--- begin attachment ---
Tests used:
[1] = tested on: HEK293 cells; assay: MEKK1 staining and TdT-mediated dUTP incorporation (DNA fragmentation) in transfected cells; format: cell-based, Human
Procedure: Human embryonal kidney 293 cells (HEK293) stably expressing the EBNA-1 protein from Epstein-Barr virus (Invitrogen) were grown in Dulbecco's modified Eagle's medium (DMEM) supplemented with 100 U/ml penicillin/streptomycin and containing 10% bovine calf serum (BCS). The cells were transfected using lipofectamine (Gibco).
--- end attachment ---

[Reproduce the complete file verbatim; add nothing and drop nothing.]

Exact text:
Tests used:
[1] = tested on: HEK293 cells; assay: MEKK1 staining and TdT-mediated dUTP incorporation (DNA fragmentation) in transfected cells; format: cell-based, Human
Procedure: Human embryonal kidney 293 cells (HEK293) stably expressing the EBNA-1 protein from Epstein-Barr virus (Invitrogen) were grown in Dulbecco's modified Eagle's medium (DMEM) supplemented with 100 U/ml penicillin/streptomycin and containing 10% bovine calf serum (BCS). The cells were transfected using lipofectamine (Gibco).